The basic steps of meditative prayer are recollection, beholding, and listening (pp. 62-88). Here Foster is following the three-fold road of mysticism, normally termed "purgation, illumination, and union." Foster defines these as follows:
- Recollection - letting go of all competing distractions, even good ones, until we have become truly present where we are. This can be done by focusing on a name, word, or phrase (pp. 62-70).
- Beholding the Lord - "An inward steady gaze of the heart upon God, the divine Center - The soul, ushered into the Holy Place, is transfixed by what she sees" (p. 71). During this phase some have experienced intense heat around their hearts (pp. 71-73), others speak in tongues (p. 78).
- The prayer of listening - it is at this step that God speaks to us and we enjoy His full presence (pp. 80-88). We can learn to discern God's voice by experience (pp. 82-83), but Foster cautions that we can be mistaken about what we hear (p. 84).
Again it is vital to note that Foster is not developing his theology of prayer from scriptural texts but from his own personal experiences and from those he admires. This is highly dangerous and subjective ground and is a far cry from the sure and certain Word of God. - Gary Gilley, www.ChristianBookPreviews.com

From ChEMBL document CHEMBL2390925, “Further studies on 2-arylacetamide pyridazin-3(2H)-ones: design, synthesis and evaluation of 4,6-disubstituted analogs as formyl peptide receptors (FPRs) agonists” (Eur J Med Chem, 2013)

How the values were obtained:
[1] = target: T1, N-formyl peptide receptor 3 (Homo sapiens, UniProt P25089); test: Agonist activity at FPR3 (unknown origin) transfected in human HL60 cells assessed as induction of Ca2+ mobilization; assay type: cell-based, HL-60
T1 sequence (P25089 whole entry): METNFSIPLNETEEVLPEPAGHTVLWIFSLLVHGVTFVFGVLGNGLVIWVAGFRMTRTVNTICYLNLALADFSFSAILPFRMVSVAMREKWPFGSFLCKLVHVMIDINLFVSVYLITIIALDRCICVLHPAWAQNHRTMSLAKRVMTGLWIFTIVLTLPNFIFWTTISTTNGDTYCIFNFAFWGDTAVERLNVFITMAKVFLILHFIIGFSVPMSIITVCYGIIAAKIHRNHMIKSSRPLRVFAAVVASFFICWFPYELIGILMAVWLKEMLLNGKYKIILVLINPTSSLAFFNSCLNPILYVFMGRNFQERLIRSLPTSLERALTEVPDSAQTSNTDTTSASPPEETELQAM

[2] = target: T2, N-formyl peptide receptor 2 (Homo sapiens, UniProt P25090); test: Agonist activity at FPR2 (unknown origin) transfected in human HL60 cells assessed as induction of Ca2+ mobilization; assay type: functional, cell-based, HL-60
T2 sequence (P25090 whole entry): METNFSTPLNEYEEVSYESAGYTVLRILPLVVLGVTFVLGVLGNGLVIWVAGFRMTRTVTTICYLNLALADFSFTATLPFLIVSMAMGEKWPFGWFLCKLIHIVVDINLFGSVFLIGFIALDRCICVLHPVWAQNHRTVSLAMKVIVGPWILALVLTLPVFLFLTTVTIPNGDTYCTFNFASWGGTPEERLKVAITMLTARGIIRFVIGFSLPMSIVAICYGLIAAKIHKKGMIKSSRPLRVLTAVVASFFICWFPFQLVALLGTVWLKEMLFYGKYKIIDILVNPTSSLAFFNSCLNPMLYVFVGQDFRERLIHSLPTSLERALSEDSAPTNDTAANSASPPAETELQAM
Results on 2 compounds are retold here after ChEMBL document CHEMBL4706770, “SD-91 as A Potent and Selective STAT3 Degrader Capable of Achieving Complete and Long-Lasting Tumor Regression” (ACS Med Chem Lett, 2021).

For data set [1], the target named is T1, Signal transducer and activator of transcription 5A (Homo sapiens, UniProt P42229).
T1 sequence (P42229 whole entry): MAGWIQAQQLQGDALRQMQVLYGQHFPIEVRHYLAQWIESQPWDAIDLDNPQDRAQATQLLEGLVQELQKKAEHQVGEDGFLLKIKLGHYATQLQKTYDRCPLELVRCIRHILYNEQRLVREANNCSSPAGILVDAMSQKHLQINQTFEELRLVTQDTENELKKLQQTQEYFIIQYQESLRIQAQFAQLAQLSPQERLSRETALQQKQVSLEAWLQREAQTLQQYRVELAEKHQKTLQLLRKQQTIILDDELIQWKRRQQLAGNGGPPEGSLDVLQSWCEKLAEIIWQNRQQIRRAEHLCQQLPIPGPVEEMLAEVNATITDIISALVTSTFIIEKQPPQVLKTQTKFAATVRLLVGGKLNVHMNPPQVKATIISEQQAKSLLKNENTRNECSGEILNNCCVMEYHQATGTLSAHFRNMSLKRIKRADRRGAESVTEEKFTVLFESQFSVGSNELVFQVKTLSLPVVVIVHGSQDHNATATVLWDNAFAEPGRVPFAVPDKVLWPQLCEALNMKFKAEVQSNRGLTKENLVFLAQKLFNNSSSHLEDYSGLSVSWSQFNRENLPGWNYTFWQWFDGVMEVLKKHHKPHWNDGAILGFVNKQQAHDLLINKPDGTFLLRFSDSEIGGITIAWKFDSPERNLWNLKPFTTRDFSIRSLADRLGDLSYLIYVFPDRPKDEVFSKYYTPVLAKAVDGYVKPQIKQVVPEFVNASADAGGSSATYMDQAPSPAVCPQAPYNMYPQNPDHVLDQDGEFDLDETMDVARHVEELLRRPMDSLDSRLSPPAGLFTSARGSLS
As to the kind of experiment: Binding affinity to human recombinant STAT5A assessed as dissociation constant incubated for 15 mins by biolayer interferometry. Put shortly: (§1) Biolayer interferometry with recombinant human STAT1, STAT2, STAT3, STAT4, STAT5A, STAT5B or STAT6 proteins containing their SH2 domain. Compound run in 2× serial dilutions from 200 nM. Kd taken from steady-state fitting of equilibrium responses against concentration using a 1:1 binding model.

"This is Richard Foster at his best--describing the inner life with clarity and wisdom gained from his own experience. The content of this book, as experienced through his teaching, changed my life thirty years ago, opening me to a real, vibrant relationship with God through silence and listening. Over time this teaching has matured, and is destined to become a classic. If you want to experience an intimate relationship with God, simply read this book and put it into practice. Heaven awaits!"
"One can pick up books on prayer at the local supermarket that promise a richer, deeper and more spiritual life - all in 29 days! They are all bogus, along with many other popular books on prayer. Leave them on the shelves and read this one."
"You can only read so much elegant prose inviting you to pray before you feel guilty for not actually praying. Richard Foster notes this difficulty, quoting Thomas Merton: 'You cannot learn meditation from a book. You just have to meditate.' True enough, but good books help, and Sanctuary of the Soul is a good one."
"This book demonstrates why meditative prayer is one of the church's most precious assets in this moment of widespread distraction."
"[Foster's] quiet writing style models the listening stillness he wishes to impart. Amid many books on meditative prayer, Foster's stands out for its clarity, simplicity, and focus."
"Foster's writing is lyrical, his advice sensible, his encouragement profound as he urges Christians to tap into the 'listening side' of the 'interactive communication that transpires between God and ourselves.' Those who follow Jesus can only benefit from Foster's newest book."
"Full of depth and substance, Foster's writing on meditative prayer is a winsome invitation to intimacy with God that engages us at every level of our being."
"Richard Foster diagnoses this generation's major threat to the mature life in Christ as distraction. In response he does again what he does so well: tunnels to the roots of our deep-rooted ancestors and makes us firsthand participants in the church's practice of a life of meditative prayer."